28. Grossman, S. J. (1981). The role of warranties and private disclosure about product quality. Journal of Law and Economics, 24, 461–483.CrossRefGoogle Scholar
  29. Grossman, S. J., & Hart, O. D. (1980). Disclosure laws and takeover bids. Journal of Finance, 35, 323–334.CrossRefGoogle Scholar
  30. Guo, R. J., Lev, B., & Zhou, N. (2004). Competitive costs and disclosure by biotech IPOs. Journal of Accounting Research, 42, 319–355.CrossRefGoogle Scholar
  31. Harris, M. S. (1998). The association between competition and managers’ business segment reporting decisions. Journal of Accounting Research, 36, 111–128.CrossRefGoogle Scholar
  32. Healy, P. M., & Palepu, K. G. (2001). Information asymmetry, corporate disclosure, and capital markets: A review of the empirical disclosure literature. Journal of Accounting and Economics, 31, 405–440.CrossRefGoogle Scholar
  33. Helms, M. M., & Wright, P. (1997). Planning prospects for industry followers. Marketing Intelligence and Planning, 15, 135–141.CrossRefGoogle Scholar
  34. Hutton, A. P., & Stocken, P. C. (2009). Prior forecasting accuracy and investor reaction to management earnings forecasts. Working paper.Google Scholar
  35. Johnson, M. F., Kasznik, R., & Nelson, K. K. (2001). The impact of securities litigation reform on the disclosure of forward-looking information by high technology firms. Journal of Accounting Research, 39, 297–327.CrossRefGoogle Scholar
  36. Jones, C. L., & Cole, C. J. (2008). The quality of management forecasts of capital expenditures and store openings. Working Paper.Google Scholar
  37. Jung, W.-O., & Kwon, Y. K. (1988). Disclosure when the market is unsure of information endowment of managers. Journal of Accounting Research, 26, 146–153.CrossRefGoogle Scholar
  38. Karuna, C. (2007). Industry product market competition and managerial incentives. Journal of Accounting and Economics, 43, 275–297.CrossRefGoogle Scholar
  39. Kasznik, R. (1999). On the association between voluntary disclosure and earnings management. Journal of Accounting Research, 37, 57–81.CrossRefGoogle Scholar
  40. Kothari, S. P., Shu, S., & Wysocki, P. D. (2009). Do managers withhold bad news? Journal of Accounting Research, 47, 241–276.CrossRefGoogle Scholar
  41. Lambert, R., Leuz, C., & Verrecchia, R. E. (2007). Accounting information, disclosure, and the cost of capital. Journal of Accounting Research, 45, 385–420.CrossRefGoogle Scholar
  42. Lang, M., & Lundholm, R. (1993). Cross-sectional determinants of analyst ratings of corporate disclosures. Journal of Accounting Research, 31, 246–271.CrossRefGoogle Scholar
  43. Lev, B., & Penman, S. H. (1989). Voluntary forecast disclosure, nondisclosure, and stock prices. Journal of Accounting Research, 28, 49–76.CrossRefGoogle Scholar
  44. Matsumoto, D. A. (2002). Management’s incentives to avoid negative earnings surprises. The Accounting Review, 77, 483–514.CrossRefGoogle Scholar
  45. McConnell, J. J., & Muscarella, C. J. (1985). Corporate captial expenditure decisions and the market value of the firm. Journal of Financial Economics, 14, 399–422.CrossRefGoogle Scholar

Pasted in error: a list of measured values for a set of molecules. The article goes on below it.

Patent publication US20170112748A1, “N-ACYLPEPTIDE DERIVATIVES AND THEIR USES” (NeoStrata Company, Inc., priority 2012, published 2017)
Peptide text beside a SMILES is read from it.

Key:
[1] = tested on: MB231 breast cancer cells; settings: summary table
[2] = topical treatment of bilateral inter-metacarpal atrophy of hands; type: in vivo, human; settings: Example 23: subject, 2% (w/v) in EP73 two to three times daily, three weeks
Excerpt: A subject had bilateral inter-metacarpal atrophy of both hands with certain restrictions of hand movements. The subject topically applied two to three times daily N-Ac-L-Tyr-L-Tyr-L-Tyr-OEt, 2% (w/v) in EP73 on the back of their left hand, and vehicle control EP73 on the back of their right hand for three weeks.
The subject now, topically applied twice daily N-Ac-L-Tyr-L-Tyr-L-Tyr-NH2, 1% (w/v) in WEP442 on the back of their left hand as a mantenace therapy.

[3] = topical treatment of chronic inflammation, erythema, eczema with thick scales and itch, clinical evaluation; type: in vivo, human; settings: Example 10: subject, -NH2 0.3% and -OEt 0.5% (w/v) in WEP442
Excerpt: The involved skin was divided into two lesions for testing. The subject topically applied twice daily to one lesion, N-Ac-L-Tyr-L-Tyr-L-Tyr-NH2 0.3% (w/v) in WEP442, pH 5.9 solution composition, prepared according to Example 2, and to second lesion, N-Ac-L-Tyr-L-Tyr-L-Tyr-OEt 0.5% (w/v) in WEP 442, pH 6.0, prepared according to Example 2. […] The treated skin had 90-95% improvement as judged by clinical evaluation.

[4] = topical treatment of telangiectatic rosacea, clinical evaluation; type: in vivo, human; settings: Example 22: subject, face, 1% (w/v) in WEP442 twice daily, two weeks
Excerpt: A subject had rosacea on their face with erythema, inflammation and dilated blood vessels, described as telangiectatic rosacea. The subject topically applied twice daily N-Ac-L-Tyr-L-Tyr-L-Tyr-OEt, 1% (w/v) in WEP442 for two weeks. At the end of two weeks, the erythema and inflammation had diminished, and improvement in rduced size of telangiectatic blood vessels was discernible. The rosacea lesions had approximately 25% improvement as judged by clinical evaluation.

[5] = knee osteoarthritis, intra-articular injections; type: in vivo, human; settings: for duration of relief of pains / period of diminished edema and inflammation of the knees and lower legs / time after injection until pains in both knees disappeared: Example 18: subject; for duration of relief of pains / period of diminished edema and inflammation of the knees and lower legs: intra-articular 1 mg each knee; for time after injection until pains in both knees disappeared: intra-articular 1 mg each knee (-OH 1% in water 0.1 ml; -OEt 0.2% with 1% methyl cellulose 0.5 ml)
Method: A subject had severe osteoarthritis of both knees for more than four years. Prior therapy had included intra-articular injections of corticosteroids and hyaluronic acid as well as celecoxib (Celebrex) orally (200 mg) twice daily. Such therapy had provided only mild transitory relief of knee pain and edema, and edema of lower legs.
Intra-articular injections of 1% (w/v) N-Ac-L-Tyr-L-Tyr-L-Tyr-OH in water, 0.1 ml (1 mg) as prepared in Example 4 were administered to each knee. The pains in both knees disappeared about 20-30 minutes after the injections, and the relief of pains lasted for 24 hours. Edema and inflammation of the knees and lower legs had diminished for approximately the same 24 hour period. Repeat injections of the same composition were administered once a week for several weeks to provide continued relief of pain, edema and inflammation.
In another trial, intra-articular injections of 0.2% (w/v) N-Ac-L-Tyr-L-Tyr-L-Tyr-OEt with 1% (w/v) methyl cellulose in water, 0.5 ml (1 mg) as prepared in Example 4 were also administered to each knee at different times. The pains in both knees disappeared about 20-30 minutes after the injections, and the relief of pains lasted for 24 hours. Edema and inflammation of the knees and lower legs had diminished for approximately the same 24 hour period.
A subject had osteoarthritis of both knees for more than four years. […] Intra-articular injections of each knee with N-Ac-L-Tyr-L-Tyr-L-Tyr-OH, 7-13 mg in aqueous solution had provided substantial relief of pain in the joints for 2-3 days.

46. McNichols, M. (1989). Evidence of informational asymmetries from management earnings forecasts and stock returns. The Accounting Review, 64, 1–27.Google Scholar
  47. Milgrom, P. (1981). Good news and bad news: Representation theorems and applications. Bell Journal of Economics, 12, 380–391.CrossRefGoogle Scholar
  48. Miller, G. (2002). Earnings performance and discretionary disclosure. Journal of Accounting Research, 40, 173–204.CrossRefGoogle Scholar
  49. Nakao, T. (1980). Demand growth, profitability, and entry. Quarterly Journal of Economics, 94, 397–411.CrossRefGoogle Scholar
  50. Newman, P., & Sansing, R. (1993). Disclosure policies with multiple users. Journal of Accounting Research, 31, 92–112.CrossRefGoogle Scholar
  51. Nickell, S. J. (1996). Competition and corporate performance. The Journal of Political Economy, 104, 724–746.CrossRefGoogle Scholar
  52. Nickell, S. J., Wadhwani, S., & Wall, M. (1992). Productivity growth in UK companies, 1975–1986. European Economic Review, 36, 1055–1091.CrossRefGoogle Scholar
  53. Panzar, J. C., & Rosse, J. N. (1987). Testing for “monopoly” equilibrium. Journal of Industrial Economics, 35, 443–456.CrossRefGoogle Scholar
  54. Philips, L. (1976). Effects of industrial concentration: A cross-section analysis for the common market. Amsterdam: North Holland.Google Scholar
  55. Raith, M. (2003). Competition, risk and managerial incentives. American Economic Review, 93, 1425–1436.CrossRefGoogle Scholar
  56. Rogers, J. L., & Stocken, P. C. (2005). Credibility of management forecast. The Accounting Review, 80, 1233–1260.CrossRefGoogle Scholar
  57. Scott, T. W. (1994). Incentives and disincentives for financial disclosure: Voluntary disclosure of defined benefit pension plan information by Canadian firms. The Accounting Review, 36, 111–128.Google Scholar
  58. Shaked, A., & Sutton, J. (1982). Relaxing price competition through product differentiation. The Review of Economic Studies, 49, 3–13.CrossRefGoogle Scholar
  59. Shin, Y.-C. (2002). The effect of product market competition on corporate voluntary disclosure decisions. Working Paper.Google Scholar
  60. Skinner, D. J. (1994). Why firms voluntarily disclose bad news? Journal of Accounting Research, 32, 38–60.CrossRefGoogle Scholar
  61. Spence, A. M. (1977). Entry, capacity, investment and oligopolistic pricing. The Bell Journal of Economics, 88, 534–544.CrossRefGoogle Scholar
  62. Sutton, J. (1991). Sunk costs and market structure. Cambridge, MA: MIT Press.Google Scholar
  63. Tse, S., & Tucker, J. W. (forthcoming). Within-industry timing of earnings warnings: Do managers herd. Review of Accounting Studies.Google Scholar
  64. Verrecchia, R. E. (1983). Discretionary disclosure. Journal of Accounting and Economics, 5, 179–194.CrossRefGoogle Scholar
  65. Verrecchia, R. E. (1990). Endogenous proprietary costs through firm interdependence. Journal of Accounting and Economics, 12, 245–250.CrossRefGoogle Scholar
  66. Verrecchia, R. E. (2001). Essays on disclosure. Journal of Accounting and Economics, 32, 97–180.CrossRefGoogle Scholar
  67. Verrecchia, R. E., & Weber, J. (2006). Redacted disclosure. Journal of Accounting Research, 44, 791–814.CrossRefGoogle Scholar
  68. Wagenhofer, A. (1990). Voluntary disclosure with a strategic opponent. Journal of Accounting and Economics, 12, 341–363.CrossRefGoogle Scholar
  69. Waymire, G. (1985). Earnings volatility and voluntary management forecast disclosure. Journal of Accounting Research, 23, 268–295.CrossRefGoogle Scholar
  70. Wright, P. (1986). The strategic options of least cost, differentiation, and niche. Business Horizons, 29, 21–26.CrossRefGoogle Scholar

Copyright information

© Springer Science+Business Media, LLC 2010

Authors and Affiliations

  1. 1.London Business SchoolLondonUK

Personalised recommendations